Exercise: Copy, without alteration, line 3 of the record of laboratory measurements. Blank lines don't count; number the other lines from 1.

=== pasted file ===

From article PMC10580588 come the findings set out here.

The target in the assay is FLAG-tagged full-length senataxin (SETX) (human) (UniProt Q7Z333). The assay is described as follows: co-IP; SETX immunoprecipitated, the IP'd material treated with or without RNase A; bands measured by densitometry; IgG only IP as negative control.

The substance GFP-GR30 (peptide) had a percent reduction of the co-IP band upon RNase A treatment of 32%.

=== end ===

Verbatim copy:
The substance GFP-GR30 (peptide) had a percent reduction of the co-IP band upon RNase A treatment of 32%.